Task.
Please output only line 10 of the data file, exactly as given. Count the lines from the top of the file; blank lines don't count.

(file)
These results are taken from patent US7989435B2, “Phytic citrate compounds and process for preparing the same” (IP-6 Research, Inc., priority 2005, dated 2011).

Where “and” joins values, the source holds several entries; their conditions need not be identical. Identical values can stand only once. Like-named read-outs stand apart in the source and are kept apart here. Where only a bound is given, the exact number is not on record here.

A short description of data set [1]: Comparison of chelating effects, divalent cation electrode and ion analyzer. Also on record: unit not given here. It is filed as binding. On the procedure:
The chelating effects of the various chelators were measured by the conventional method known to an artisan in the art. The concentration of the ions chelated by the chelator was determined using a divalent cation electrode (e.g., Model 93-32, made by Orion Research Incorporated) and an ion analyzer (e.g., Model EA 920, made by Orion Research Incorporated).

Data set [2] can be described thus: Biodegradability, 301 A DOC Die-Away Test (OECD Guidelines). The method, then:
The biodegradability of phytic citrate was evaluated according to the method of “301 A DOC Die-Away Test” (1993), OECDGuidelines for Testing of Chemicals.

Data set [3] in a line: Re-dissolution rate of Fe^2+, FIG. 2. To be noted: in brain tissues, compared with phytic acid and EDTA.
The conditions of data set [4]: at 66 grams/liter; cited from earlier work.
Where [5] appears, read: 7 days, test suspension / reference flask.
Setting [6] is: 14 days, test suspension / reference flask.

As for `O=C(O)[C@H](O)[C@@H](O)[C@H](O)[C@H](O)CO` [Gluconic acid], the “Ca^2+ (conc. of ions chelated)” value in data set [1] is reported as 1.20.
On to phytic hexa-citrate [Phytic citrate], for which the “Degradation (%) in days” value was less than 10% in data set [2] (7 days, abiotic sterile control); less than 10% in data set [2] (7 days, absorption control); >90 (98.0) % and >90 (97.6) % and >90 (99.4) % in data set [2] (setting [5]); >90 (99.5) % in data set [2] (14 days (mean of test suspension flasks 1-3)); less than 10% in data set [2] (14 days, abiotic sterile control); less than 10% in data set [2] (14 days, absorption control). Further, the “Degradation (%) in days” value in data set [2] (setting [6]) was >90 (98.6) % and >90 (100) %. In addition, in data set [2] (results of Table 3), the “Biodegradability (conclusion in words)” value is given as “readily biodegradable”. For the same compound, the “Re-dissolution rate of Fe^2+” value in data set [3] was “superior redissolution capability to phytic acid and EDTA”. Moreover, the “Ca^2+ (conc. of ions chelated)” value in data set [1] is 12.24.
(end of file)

Setting [6] is: 14 days, test suspension / reference flask.